It doesn’t come as a surprise that healthy wetland systems are linked with freshwater quality. Wetlands form vital habitats for global biodiversity, help combat climate change through storage of carbon and offer defenses against flooding. Freshwater resources, including wetlands, are under increasing pressure from over-abstraction, pollution and habitat destruction among other threats, which is directly contributing to the current global freshwater crisis that threatens people and our planet.
February 2nd each year is World Wetlands Day, which aims to raise global awareness about the vital role of wetlands. This year, the 2021 campaign highlights the contribution of wetlands to the quantity and quality of freshwater on our planet. Water and wetlands are connected in an inseparable co-existence that is vital to life, our well-being, and the health of our planet. In this blog post, Associate Editor Chloe Robinson, will explore why wetlands are so important and the new DNA-based methods being used to monitor wetland health.
This month’s issue contains two Applications article and one Open Access article, all of which are freely available.
– LEA: This R package enables users to run ecological association studies from the R command line. It can perform analyses of population structure and genome scans for adaptive alleles from large genomic data sets. The package derives advantages from R programming functionalities to adjust significance values for multiple testing issues and to visualize results.
–PIPITS: An open-source stand-alone suite of software for automated processing of Illumina MiSeq sequences for fungal community analysis. PIPITS exploits a number of state of the art applications to process paired-end reads from quality filtering to producing OTU abundance tables.
Giovanni Strona and Joseph Veech provide this month’s Open Access article. Many studies have focused on nestedness, a pattern reflecting the tendency of network nodes to share interaction partners, as a method of measuring the structure of ecological networks. In ‘A new measure of ecological network structure based on node overlap and segregation‘ the authors introduce a new statistical procedure to measure both this kind of structure and the opposite one (i.e. species’ tendency against sharing interacting partners).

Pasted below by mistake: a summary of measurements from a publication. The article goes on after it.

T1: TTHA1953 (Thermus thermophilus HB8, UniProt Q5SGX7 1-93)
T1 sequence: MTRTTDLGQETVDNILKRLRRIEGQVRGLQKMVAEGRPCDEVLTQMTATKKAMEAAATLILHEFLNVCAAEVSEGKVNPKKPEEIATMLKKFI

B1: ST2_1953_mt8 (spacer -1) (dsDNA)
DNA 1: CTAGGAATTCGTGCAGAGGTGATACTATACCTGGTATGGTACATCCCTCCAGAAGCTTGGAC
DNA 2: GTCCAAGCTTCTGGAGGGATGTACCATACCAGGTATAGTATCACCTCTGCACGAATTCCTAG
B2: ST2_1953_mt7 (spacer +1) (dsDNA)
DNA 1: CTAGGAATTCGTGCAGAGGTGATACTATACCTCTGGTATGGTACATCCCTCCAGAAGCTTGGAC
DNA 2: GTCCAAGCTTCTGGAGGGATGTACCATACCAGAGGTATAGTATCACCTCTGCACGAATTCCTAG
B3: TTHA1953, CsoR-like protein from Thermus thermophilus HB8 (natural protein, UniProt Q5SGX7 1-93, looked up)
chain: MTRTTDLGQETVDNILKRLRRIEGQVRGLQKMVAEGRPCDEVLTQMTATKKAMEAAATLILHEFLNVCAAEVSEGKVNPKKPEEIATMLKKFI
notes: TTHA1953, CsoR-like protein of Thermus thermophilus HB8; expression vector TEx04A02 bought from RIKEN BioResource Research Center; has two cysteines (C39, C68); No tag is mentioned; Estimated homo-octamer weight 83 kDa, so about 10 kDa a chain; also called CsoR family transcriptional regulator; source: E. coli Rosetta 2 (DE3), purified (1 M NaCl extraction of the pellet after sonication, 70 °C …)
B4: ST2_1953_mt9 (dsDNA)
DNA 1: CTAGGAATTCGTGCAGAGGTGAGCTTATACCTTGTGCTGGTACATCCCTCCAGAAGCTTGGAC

As you may know, today (Friday 22 May) is the United Nations Day for Biodiversity and we are celebrating by highlighting some of the best papers that have been published on biodiversity in Methods in Ecology and Evolution. This is by no means an exhaustive list and you can find many more articles on similar topics on the Wiley Online Library (remember, if you are a member of the BES, you can access all Methods articles free of charge).
If you would like to learn more about the International Day for Biological Diversity, you may wish to visit the Convention on Biological Diversity website, follow them on Twitter or check out today’s hashtag: #IBD2015.
Without further ado though, here are a few of the best Methods papers on Biological Diversity:
We begin with an Open Access article from one of our Associate Editors, Douglas Yu (et al.). This article was published in the August issue of 2012 and focuses on the metabarcoding of arthropods. The authors present protocols for the extraction of ecological, taxonomic and phylogenetic information from bulk samples of arthropods. They also demonstrate that metabarcoding allows for the precise estimation of pairwise community dissimilarity (beta diversity) and within-community phylogenetic diversity (alpha diversity), despite the inevitable loss of taxonomic information.